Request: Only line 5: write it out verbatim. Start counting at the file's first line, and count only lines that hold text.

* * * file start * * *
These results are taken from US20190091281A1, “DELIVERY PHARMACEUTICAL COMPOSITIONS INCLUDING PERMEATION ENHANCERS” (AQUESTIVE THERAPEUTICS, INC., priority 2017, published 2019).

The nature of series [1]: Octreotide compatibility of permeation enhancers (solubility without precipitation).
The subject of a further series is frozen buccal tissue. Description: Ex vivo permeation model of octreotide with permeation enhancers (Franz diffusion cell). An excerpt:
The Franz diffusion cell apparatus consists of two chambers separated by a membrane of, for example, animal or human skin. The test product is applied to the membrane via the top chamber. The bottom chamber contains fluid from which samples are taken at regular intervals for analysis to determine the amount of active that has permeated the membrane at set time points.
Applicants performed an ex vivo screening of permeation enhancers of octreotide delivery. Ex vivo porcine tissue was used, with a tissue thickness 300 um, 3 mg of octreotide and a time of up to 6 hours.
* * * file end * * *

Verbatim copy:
Applicants performed an ex vivo screening of permeation enhancers of octreotide delivery. Ex vivo porcine tissue was used, with a tissue thickness 300 um, 3 mg of octreotide and a time of up to 6 hours.